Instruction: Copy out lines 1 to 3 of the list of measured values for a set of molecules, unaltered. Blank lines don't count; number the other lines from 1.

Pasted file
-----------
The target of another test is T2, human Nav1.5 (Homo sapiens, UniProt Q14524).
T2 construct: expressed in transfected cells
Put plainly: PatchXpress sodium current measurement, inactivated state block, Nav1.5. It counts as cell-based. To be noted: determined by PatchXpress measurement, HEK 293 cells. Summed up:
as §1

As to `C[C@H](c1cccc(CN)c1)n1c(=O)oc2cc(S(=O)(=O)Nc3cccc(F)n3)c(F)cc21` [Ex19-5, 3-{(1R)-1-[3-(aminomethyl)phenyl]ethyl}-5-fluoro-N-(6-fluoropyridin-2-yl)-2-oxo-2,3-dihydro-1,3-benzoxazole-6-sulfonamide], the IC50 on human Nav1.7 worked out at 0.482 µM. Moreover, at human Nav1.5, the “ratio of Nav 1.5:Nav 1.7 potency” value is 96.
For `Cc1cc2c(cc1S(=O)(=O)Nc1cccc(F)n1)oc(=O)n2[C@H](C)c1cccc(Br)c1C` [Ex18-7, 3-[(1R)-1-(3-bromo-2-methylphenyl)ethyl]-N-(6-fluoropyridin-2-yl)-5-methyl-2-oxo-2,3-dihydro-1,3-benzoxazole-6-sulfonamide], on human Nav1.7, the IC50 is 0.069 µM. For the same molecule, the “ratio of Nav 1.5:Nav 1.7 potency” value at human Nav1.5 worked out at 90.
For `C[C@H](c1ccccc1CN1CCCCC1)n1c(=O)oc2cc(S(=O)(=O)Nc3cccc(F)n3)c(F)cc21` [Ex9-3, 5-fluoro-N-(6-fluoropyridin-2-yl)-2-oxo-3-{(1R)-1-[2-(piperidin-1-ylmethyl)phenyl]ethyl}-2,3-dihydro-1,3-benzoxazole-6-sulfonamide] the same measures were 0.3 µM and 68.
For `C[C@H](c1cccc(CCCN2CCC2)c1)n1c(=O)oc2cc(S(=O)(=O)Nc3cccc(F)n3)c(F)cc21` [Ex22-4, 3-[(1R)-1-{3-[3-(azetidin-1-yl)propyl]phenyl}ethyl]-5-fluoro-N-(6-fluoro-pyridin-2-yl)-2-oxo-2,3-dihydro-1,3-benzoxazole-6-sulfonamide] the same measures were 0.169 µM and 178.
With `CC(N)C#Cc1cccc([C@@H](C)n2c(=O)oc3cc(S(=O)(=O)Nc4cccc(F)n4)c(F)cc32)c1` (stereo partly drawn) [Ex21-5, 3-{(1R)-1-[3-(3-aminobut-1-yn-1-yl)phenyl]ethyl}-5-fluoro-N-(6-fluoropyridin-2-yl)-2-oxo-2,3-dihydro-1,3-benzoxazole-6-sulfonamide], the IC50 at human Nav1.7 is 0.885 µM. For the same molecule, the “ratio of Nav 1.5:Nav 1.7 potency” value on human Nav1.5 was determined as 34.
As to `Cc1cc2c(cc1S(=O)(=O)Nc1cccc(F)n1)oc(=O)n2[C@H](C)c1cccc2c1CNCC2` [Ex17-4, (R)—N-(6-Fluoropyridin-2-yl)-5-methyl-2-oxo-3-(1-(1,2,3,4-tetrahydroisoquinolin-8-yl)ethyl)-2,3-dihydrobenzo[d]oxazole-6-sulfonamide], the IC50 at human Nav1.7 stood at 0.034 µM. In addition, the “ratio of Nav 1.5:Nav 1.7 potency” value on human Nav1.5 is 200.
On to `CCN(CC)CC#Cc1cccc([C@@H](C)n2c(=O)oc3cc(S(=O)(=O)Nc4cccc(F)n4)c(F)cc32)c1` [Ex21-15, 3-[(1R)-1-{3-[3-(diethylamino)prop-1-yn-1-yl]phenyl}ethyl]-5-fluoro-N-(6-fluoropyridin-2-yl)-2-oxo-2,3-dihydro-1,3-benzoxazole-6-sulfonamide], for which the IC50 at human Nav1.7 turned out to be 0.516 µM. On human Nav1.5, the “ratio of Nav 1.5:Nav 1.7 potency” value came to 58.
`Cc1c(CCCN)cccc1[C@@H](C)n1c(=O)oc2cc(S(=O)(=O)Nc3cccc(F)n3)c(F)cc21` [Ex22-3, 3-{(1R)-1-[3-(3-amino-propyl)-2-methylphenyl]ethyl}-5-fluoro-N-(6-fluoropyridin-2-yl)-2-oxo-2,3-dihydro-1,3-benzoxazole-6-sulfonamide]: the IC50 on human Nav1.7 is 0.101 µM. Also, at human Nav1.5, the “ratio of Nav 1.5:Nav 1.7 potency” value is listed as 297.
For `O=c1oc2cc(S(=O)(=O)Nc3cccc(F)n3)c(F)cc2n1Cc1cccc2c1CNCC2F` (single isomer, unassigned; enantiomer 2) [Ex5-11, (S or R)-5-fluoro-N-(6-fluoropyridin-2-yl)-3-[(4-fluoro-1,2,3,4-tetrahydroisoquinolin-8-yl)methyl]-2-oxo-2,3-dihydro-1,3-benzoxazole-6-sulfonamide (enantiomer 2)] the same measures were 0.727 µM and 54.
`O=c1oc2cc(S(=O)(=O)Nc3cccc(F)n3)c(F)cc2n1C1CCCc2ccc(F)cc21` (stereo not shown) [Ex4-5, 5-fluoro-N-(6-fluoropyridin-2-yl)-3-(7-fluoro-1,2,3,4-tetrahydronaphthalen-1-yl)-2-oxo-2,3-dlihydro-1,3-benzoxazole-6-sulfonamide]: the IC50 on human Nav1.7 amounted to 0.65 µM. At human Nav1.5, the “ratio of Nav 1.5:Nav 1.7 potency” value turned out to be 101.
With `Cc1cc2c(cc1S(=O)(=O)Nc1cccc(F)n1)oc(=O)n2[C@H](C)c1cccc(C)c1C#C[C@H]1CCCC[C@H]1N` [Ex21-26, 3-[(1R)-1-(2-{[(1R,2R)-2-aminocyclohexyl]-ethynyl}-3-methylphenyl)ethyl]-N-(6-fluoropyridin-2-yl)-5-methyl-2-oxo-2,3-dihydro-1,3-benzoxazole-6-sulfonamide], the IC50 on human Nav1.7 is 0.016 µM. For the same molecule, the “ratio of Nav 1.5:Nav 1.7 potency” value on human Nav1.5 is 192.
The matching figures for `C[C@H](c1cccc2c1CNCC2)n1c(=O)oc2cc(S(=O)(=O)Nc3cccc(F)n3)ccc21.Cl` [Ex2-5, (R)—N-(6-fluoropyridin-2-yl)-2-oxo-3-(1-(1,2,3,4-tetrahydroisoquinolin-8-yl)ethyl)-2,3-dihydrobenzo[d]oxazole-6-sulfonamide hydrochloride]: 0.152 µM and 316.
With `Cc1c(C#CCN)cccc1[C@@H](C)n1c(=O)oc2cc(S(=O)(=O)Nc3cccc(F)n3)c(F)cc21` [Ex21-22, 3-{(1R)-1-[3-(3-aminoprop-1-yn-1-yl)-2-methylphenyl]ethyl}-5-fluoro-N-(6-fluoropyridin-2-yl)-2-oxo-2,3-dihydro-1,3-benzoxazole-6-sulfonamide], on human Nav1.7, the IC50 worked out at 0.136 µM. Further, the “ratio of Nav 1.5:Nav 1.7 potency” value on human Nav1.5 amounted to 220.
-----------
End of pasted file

The target of another test is T2, human Nav1.5 (Homo sapiens, UniProt Q14524).
T2 construct: expressed in transfected cells
Put plainly: PatchXpress sodium current measurement, inactivated state block, Nav1.5. It counts as cell-based. To be noted: determined by PatchXpress measurement, HEK 293 cells. Summed up: